Throughout my time, I observed for an hour per day, keeping an ethogram marking who initiated play, and what type of play was being initiated. The types of play ranged from tag, play wrestling and biting and food stealing. Honestly, not every single moment was exciting, during the 95+ degree days, neither me or the gibbons wanted to think about moving, and I wound up collecting little to no data on those days.

Approaching the end of my internship, I started to count up my tallies and figure out who was truly initiating play more frequently. Contradicting my hypothesis, Orien initiated play more times overall. Within the different types of play, Orien was more likely to initiate tag, while Aries would initiate wrestling and biting, Aries also was the only gibbon to be guilty of food stealing.

These observations can be helpful in understanding the family structure of this family, and can help record behavioral changes when an animal becomes stressed. I’ve enjoyed my experience with these animals, and have gotten to know them quite well from their physical appearance to their behavioral quirks. I’ll definitely be back to visit sometime in the future, and maybe next time Orien and Aries will have another younger sibling to pick on!

 

 

Humans Say the Darnedest Things…

This post includes a compilation of funny things I’ve heard while on the clock:

There is no doubt that our baby giraffe is bringing many curious and excited guests to the African Plains region of our zoo. Over the past few weeks, we’ve had interns stationed all along the giraffe exhibit to tell everyone about the baby, Beau. I was stationed at this location when a young guest comes up to me and asks, with the utmost confidence, “How old was he when he was born?” I turned to the guest, puzzled and kindly asked what he meant. He looked confused, and with a furrowed brow let out a long, “Uhhhhhh mom?” It turned out he meant to ask how tall the giraffe was when he was born!

A common statement made by guest (particularly when they see a red panda) is, “I WANT ONE!”. Understandably, this type of statement is one that we discourage at the zoo. When guests make this statement, it is important to remind them that it is a wild animal and they likely do not have the time or resources to provide that animal with a quality life. For example, the red panda’s diet consists of 90% bamboo, so unless there is a forest of bamboo in the backyard, the panda will not survive. As individuals working to improve the guest experience, comments like these are always responded to in the most positive way, making guests think about the animals as wild and not comparing them to their pet dog.

Lastly, at the zoo, one of our goals is for they animals to act as close as they would in the wild as possible. This is a wonderful thing, though it gets a little strange when it happens in front of young children. If I had a dollar for every time I heard, “…Mom…what are they doing?” I could probably buy myself a nice new pair of sunglasses. A few weeks ago, things went a little differently. I was standing in our reptile exercise yard and, to the left of me, the Galapagos tortoises were mating. I don’t know if you’ve ever seen this happen, but it is VERY obvious when it is. A young girl, probably about 6 years old, ran up to me and yelled in front of a crowd of other children, “THOSE TORTOISES ARE MAKING BABIES!” Struggling to hold in my laughter and shocked that she actually referred to them as a tortoise and not a turtle, I responded, enthusiastically, “Really? That’s wonderful! Here at the zoo, sometimes we call that ~calling the stork~” and the moms laughed and I continued my discussion about the red-footed tortoise in the yard.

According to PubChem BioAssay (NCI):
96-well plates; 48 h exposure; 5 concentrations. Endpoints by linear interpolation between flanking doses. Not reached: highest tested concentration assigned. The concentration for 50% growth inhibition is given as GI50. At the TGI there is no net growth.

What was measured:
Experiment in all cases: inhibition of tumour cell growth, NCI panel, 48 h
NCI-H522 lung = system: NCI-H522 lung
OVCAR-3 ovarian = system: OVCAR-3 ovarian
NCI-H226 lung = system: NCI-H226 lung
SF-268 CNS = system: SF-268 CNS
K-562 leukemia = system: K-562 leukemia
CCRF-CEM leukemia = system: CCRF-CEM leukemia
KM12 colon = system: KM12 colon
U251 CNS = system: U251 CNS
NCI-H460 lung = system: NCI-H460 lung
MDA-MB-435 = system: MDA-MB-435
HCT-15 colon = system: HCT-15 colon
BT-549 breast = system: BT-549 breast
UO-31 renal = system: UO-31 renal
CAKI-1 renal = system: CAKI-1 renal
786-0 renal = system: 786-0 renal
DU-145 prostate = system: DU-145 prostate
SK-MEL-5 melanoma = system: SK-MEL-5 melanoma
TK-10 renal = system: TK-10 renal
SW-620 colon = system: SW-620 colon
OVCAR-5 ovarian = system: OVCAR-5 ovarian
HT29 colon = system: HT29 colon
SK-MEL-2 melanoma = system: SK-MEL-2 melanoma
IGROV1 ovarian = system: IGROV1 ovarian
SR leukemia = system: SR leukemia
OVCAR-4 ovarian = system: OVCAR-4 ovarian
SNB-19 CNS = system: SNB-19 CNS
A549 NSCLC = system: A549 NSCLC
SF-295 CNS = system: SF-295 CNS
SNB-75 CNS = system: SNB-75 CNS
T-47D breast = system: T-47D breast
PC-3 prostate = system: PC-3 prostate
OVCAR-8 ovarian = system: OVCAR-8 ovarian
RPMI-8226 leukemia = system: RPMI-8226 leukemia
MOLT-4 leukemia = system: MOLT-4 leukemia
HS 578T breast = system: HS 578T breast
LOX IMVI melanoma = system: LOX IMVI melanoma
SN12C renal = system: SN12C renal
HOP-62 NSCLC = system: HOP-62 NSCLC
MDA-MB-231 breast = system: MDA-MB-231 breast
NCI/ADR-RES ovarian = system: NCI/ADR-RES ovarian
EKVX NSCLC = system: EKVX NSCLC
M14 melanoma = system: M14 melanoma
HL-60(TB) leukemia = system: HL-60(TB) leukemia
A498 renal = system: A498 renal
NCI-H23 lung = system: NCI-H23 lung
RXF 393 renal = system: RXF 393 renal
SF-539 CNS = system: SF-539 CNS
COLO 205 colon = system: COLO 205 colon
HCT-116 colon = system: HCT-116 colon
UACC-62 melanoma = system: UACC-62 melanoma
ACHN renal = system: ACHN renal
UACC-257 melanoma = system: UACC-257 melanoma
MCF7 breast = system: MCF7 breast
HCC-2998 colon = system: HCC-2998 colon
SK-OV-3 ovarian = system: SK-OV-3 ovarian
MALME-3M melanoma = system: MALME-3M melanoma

Zoo Families!

So, as you may know, zoos often obtain their animals via inter-zoo breeding programs that connect zoos with once species of animal, and compare those animals for a good genetic match for the possibility of mating. Sometimes, families end up spread out across the country once the members reach breeding age and start a happy little zoo family of their own! These zoo families are unique both in the ways that they differ and imitate their lives in the wild.

My position within the Conservation Education department allowed me to really familiarize myself with two major zones of the zoo, mine being African Plains/McNeil Avian Center and the PECO Primate Reserve. Today I’m going to talk about two families in our primate reserve, our Sumatran Orangutans and our Western Lowland Gorillas.